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Police chief pursuing degree at law school

By Sheila Pursglove
Legal News

When he was a young police officer, Corey Haines spent many hours in court – and while speaking with seasoned attorneys during those court appearances, realized he had a profound interest in the law that went much deeper than just law enforcement.   

Recently promoted to chief of the Madison Heights Police Department, Haines is pursuing a law degree as a 2L evening student at Detroit Mercy Law.

“I most enjoy the quality of professors,” he says. “Their expertise, insight, and their willingness to work with each and every student – whether it’s school related or on a personal level – is constant reassurance that I’ve chosen the best school to learn the law.”

Haines credits a strong support system for enabling him to juggle the demands of law school, police work, and raising a family.

“My wife has fully supported my career and my studies,” he says. “The law professors give adequate notice of reading and other assignments that allows me to balance my study time with my work schedule and family life.”

Haines came to a law enforcement career during his first semester as a student in the aircraft engineering program at Western Michigan University, where he was offered a Work Study Program with the campus police department.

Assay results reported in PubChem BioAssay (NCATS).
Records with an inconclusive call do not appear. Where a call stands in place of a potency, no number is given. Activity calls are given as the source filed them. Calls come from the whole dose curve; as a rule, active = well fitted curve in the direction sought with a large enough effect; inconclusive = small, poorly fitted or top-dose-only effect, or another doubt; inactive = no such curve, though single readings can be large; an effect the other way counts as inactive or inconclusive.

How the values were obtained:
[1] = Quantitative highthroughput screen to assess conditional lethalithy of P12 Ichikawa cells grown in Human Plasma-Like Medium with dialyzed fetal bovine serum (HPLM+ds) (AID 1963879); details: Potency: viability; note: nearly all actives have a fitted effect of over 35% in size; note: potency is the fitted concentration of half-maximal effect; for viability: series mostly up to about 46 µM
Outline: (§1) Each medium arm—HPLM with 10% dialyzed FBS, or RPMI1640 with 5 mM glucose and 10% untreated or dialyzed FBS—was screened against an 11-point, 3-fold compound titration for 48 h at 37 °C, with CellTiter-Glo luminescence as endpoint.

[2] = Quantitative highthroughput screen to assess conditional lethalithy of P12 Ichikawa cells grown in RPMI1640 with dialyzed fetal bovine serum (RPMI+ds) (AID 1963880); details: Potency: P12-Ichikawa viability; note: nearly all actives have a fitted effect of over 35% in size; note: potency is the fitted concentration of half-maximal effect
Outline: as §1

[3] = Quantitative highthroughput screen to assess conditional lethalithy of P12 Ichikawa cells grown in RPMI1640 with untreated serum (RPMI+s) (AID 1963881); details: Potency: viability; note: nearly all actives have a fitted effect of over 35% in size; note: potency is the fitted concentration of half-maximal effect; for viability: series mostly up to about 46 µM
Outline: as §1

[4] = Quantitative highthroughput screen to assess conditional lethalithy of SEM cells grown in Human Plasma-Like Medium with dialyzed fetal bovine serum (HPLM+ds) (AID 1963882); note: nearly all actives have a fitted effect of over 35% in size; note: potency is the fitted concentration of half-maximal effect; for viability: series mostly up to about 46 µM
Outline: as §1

“I immediately found my passion for helping people,” he says.

Leaving WMU after one semester, he returned to his hometown of Vassar, near Saginaw. In 1991, he began working as a Reserve Police Officer with the Vassar Police Department while earning his undergrad degree in Criminal Justice/ Public Administration at Saginaw Valley State University.   

He joined the Madison Heights Police Department in 1992; and during his career as a patrol officer has worked with the Accident Investigation Team, Motor Carrier Enforcement Unit, Special Investigations Unit and the K-9 Unit. His experience as a command officer includes Road Patrol Sergeant, Detective Bureau Commander, and Unit Commander.

Working his way up through the ranks, he attained the position of deputy police chief in 2013, where he assisted with preparing the annual budget and annual report, drafting policy and procedure, supervising daily operations at the Police Department and more.

Last December, he was appointed chief of police, succeeding retiring police chief Tony Roberts. His new appointment took effect January 29.

“I most enjoy being able to help people through some of their most difficult times and by creating a closer relationship between the citizens and the police department,” he says.   

Haines and his wife Heather make their home in Madison Heights, with their two children, ages 7 and 3. In his leisure time, he enjoys camping, attending his children’s school events, and completing small home improvement projects.   

A member of the Royal Oak First United Methodist Church, Haines gives back to his community by coordinating the Law Enforcement Torch Run for Special Olympics for Southeast Oakland County, reading to elementary and preschool students, volunteering at the Madison Heights Animal Shelter, and presenting safety lectures to local senior citizens.